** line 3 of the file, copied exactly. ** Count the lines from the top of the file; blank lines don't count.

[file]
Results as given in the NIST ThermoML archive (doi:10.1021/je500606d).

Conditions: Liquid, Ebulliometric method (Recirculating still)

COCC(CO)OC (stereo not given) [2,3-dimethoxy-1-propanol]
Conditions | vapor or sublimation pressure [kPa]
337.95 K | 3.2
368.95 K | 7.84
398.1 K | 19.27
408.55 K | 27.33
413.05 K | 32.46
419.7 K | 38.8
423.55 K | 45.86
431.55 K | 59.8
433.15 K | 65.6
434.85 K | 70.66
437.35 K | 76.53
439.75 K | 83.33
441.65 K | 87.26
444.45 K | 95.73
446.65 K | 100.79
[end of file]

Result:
COCC(CO)OC (stereo not given) [2,3-dimethoxy-1-propanol]